>I wonder if a radiator beams more as the wavelength approaches the size of the driver.....<
That's exactly what happens. When the diaphragm is small compared to the wavelength that's being reproduced, it's omnidirectional. As the wavelength decreases, waves from one part of the diaphragm go out of phase with waves from other parts and start to cancel, making the diaphragm increasingly directional.
That's why woofers, which are small compared to the wavelength, are omnidirectional, while tweeters tend to beam.
>I also wonder how various linear designs work into this. A ribbon tweeter is a point, but stretched up/down for a distance.<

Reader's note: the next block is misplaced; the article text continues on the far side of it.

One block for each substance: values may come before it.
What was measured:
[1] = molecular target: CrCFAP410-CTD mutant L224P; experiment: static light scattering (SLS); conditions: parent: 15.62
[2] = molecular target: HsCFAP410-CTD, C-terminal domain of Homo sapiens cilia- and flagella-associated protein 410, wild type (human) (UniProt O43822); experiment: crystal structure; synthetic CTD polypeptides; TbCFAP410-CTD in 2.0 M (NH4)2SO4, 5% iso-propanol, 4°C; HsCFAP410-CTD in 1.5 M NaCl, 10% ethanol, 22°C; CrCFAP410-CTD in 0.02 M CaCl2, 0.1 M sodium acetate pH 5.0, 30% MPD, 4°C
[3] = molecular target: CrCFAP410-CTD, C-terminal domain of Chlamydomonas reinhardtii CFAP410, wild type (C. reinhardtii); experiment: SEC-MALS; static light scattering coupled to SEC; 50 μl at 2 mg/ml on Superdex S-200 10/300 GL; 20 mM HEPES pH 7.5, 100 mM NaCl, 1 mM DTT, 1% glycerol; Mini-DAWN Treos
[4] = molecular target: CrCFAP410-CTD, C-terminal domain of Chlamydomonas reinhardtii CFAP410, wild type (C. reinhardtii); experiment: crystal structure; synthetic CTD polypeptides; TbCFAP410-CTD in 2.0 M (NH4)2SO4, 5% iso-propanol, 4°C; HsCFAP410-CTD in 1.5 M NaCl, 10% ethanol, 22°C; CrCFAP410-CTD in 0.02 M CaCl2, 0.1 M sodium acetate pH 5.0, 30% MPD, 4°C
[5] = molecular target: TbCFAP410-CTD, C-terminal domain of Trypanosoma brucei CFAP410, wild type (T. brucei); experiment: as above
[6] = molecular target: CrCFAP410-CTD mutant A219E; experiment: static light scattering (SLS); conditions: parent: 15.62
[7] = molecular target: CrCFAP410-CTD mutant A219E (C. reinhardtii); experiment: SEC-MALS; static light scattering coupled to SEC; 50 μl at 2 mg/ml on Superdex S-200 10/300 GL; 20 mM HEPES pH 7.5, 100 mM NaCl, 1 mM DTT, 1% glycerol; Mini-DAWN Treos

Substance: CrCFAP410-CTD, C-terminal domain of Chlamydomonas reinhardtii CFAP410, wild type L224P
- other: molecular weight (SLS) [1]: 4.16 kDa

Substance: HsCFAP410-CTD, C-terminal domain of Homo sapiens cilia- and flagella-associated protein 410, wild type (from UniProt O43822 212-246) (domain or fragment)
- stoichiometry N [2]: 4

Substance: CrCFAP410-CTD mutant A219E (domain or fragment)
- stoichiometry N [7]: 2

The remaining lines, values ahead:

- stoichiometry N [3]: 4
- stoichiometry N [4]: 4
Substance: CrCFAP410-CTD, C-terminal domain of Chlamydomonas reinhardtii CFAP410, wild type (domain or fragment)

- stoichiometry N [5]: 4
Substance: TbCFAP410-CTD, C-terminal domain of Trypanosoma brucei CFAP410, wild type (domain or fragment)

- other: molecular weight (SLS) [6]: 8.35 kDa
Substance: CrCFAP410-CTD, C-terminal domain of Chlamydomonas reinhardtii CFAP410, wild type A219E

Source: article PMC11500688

One is called a point source, the other a line source, and it's been said that they're the only correct ways to design a loudspeaker.. The point source is omnidirectional, and the sound falls off as the square of the distance. An infinitely long line source OTOH radiates in a cylinder, and the sound falls off linearly with distance, rather than following the inverse square law. Of course, you can't have an infinitely long ribbon tweeter any more than you can have an infinitely small point source driver. But the floor and ceiling reflections of a line source actually make a line source behave much as if it were infinitely long -- imagine mirrors on the floor and ceiling, the line source would seem to stretch out above and below to infinity. If this weren't the case, line source speakers would act as omnis at low frequencies, but instead they maintain much of their vertical directivity.